Shropshire Council is consulting over the creation of a temporary site near the Ellesmere Road roundabout, in order to reduce the number of unauthorised encampments which cause disruption at park and ride sites and business parks.
Shrewsbury Town Council’s planning committee unanimously agreed to support the proposals at a meeting on Tuesday evening.
The site is to be constructed on land between the A5124 Battlefield Link Road and the A528 Shrewsbury Road, and will be in place for five years during which time it is hoped a permanent site will be identified.
Councillor Julian Dean, who represents Porthill ward on both the town council and Shropshire Council, asked whether the prospect of setting up a permanent site within that time was “realistic”.
He added: “In terms of the consultation, is there a method for consulting the gypsy community themselves about this sort of thing?
“Any site like this is only going to be a success if it is used as is envisaged by the council and that requires some decent consultation with the community themselves.”
Shropshire Council leader Peter Nutting, who represents Copthorne on both councils, said: “Shropshire Council employs a gypsy liaison officer who has been involved in looking for sites and has been involved in the conversations with the gypsy community over this site.
“It is being talked about with the people who matter.
“Wherever gypsy sites are involved there are always problems in terms of local people not wanting them, but they have got to go somewhere.
“I’m not going to make any comments about this particular site.”
Councillor Kevin Pardy, who represents Sundorne on both the town and unitary councils, said: “North Shrewsbury has plenty of visits from travellers who use various areas, whether it be the recreation pitches or the sports village, or farming land across the bypass.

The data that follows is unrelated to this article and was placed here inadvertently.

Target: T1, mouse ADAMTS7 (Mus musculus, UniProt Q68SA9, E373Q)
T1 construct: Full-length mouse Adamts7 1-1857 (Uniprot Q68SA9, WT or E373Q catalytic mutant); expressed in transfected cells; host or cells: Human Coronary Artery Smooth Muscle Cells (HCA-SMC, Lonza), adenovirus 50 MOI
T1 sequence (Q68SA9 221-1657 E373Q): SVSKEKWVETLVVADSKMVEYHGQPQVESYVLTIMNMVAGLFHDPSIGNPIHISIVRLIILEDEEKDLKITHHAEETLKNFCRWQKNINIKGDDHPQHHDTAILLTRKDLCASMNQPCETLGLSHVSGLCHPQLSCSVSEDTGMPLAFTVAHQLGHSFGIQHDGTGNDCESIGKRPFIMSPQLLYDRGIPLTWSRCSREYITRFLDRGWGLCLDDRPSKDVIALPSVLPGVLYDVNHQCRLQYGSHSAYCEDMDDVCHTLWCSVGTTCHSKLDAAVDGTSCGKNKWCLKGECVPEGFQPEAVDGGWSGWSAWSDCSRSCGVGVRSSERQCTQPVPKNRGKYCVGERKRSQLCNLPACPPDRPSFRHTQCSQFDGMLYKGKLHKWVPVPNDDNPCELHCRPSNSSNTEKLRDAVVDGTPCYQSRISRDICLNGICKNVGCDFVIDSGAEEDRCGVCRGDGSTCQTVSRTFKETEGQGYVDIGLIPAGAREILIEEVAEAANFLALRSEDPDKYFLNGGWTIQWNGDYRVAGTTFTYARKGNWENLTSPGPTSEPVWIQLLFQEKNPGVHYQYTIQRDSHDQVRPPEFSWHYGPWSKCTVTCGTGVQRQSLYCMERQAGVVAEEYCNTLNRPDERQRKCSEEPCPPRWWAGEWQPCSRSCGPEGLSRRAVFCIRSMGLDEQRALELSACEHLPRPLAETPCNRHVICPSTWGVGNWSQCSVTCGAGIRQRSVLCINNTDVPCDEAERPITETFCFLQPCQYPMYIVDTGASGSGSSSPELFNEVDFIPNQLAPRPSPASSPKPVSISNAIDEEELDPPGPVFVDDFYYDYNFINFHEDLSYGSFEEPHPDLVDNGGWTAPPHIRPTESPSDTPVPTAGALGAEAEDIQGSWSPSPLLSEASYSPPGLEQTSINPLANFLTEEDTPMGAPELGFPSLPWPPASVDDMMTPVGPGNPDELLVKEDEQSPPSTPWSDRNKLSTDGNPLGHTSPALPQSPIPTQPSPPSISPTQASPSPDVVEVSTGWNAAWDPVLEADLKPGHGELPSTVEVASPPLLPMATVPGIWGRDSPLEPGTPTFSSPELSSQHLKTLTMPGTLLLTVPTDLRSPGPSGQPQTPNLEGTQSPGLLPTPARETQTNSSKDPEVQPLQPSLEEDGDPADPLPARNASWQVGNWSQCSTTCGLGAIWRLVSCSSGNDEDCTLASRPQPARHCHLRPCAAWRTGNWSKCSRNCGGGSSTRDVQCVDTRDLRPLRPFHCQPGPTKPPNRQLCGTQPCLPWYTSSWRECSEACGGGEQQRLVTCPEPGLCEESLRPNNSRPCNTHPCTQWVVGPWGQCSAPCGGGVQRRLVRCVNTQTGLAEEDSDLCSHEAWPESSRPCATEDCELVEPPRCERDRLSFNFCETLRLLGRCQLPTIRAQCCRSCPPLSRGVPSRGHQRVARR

“Most of the time there is not a problem, sometimes there is and of course that’s what people remember.
“Last year I was down on the sports village pitches talking to people about various things going on in the area, and I spoke to two or three young people and it turned out they were travellers.
“The young man said to me, ‘All we want is somewhere we can stay when we are passing through’.
“These people get a terrible reputation yet all they want is an overnight stay without any problems, and to move on in their time.
“They will get agitated if every time they stay somewhere they have the council turn up to move them on.
“I think this is a cracking idea. It is quite a distance from any other dwellings.
“I think we owe it to these people to help them out.”
It will cost £150,000 to construct but could make up to £3,000 a month in pitch fees.
Committee chairman Nat Green, who also sits on both councils representing Quarry and Coton Hill, said the proposed land was an ideal location for a transit site due to its proximity to the road network.
He said the proposed eight pitches was “about optimum” to accommodate an extended family travelling together, adding larger sites are often under-utilised.
Councillor Green said: “From all the information we have been given so far, I think this is a well thought out site and I hope it actually comes to fruition.”
Members of the public can respond to the consultation until December 14.